Taken out of context, I wouldn’t have guessed that this two bedroom log cabin in Bethel’s Smallwood community was built in 1936. Given the size I might have thought “house trailer,” but like many of the homes in this Sullivan County lakeside hamlet, this little guy has some cute period details. The stone fireplace is original and there’s a stone basement as well. The fenced-in lot is small and only semi-private, like most of the tiny lots in Smallwood, though it does claim a free-standing gazebo. There are two screened-in summer porches, including one off the back that looks spacious enough for snoring guests. Love the striped shutters!
The cottage is currently used for three seasons, so it would need to be winterized for year-round use. Some homes in Smallwood only have running water from October through April, but this house has its own well, which means all year water access.
The $90,000 asking price puts at the high-end of the middle range for Smallwood. You can pay less for a bungalow that would need more work or find something above $100,000 that’s fully updated and winterized. This cabin is in move-in condition, but I can also imagine doing an update and some decorating that would play up the 1930s bungalow vibe. Goodbye poker-playing puppies, hello waterfall furniture and lucite bowls?
As our regular readers know, I have a longstanding obsession with bungalow colonies. I went to visit one this weekend that had a unit for sale (it was also having a group tag sale, a big part of the draw).
The house above is divided into four units, and folks bought the two in the front and tore down some walls to make it one. They’ll sell it as two, for $29,500 each–you’ll have to get a licensed contractor in to restore it, but I think it will only run you a few thousand bucks–or you can take it whole. I got to see someone else’s freestanding bungalow, replete with 50’s minty green tile in the kitchen, so I know how adorable these places could be. This bungalow leaves something to be desired in the cuteness factor, and it also faces the road–though it’s a pretty mellow road. It still feels like two tiny units, with two sleeping lofts and two tiny living rooms and one long skinny kitchen–a little unfinished-feeling, but easy enough to repair.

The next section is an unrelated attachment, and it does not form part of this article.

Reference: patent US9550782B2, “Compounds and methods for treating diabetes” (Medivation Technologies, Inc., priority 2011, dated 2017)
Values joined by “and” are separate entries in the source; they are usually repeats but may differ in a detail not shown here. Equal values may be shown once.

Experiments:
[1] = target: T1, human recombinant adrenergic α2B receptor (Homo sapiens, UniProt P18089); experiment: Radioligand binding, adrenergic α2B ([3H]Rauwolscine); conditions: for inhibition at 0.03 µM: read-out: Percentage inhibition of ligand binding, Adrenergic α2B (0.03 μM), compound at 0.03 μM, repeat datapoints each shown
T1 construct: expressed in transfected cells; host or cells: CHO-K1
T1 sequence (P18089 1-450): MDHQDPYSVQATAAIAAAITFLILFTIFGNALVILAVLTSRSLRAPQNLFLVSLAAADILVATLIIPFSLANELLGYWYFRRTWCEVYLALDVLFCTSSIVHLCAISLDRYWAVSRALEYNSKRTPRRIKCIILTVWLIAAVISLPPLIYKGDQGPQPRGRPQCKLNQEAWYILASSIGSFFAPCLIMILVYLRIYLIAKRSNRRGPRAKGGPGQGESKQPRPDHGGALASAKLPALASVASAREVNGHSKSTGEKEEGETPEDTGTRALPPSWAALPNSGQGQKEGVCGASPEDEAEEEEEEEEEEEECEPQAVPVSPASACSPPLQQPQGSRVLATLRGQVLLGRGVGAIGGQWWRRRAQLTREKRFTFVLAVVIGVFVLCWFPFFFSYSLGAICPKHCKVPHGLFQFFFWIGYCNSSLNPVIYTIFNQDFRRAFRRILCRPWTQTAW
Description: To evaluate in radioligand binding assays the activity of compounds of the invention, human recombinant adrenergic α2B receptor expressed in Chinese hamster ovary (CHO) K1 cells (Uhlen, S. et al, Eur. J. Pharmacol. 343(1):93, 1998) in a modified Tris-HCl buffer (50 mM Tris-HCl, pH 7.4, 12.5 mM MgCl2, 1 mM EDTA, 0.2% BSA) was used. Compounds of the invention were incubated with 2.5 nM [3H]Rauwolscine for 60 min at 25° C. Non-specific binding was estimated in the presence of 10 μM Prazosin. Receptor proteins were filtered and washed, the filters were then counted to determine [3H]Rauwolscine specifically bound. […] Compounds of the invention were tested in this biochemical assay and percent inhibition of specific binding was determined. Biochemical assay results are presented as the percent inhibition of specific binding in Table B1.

In addition to your tiny slice of heaven, you get access to the pool, playground, eight acres of land and your very sweet neighbors, most of whom are New Yorkers, of course. Yearly fees, including taxes, are $3,600. The owner is willing to rent it to a party seriously interested in buying. If interested, email the
owner’s friend and fellow colony-er, who’s helping out since the owner has moved out of the country. owner.
But I also got a taste of the downside of bungalow life. Read the rest of this entry
I could almost get excited about this house for sale in Boiceville, N.Y. First, I’m crazy for bungalows. Second: waterfront property in the Catksills (okay, yeah, the water is a creek, but that’s good enough for me!). Third: two studios with electricity, for novel-writing and for stashing visitors! Plus, a wrap-around screened in porch big enough for a ping-pong table! My beef with upstate listings, as opposed to NYC listings, is that they rarely include floorplans or maps, two things that would greatly influence whether or not I want to go the next step and actually make the schlep to see this place.
I talked to some folks at FreeStyle Realty, based in Phoenicia, N.Y., who pointed out many of the property’s attributes: it’s had only two owners, and much of the original furniture remains in the house and will be for sale–separately–as well. It has a two-car garage and three-and-a-half acres of property. It has a stone fireplace and sits 1/10 of a mile from tennis courts, also plusses.The listing has few interior pictures, which raises my suspicion, and the word “charming” can mean “needs renovation” in real estate speak. The MLS listing notes the condition of the place as “very good,” so nothing structural, but we can assume the kitchen is vintage–and not necessarily in a cute, kitchy way.
A minus: The road that runs along the Esopus Creek is Route 28, a highway that cuts west from the Interstate deep into the western Catskills. The broker says a row of trees separates the property from the road, and you can’t see the property from the street, so that’s good. Another minus: the one bathroom… although perhaps one of those studios could be turned into a freestanding bathroom!
So what’s the vote, folks? Is this one worth a look? At current mortgage rates, with 10% down, that’s about $1400 a month with taxes, an amount that might be recoup-able with weekly rentals.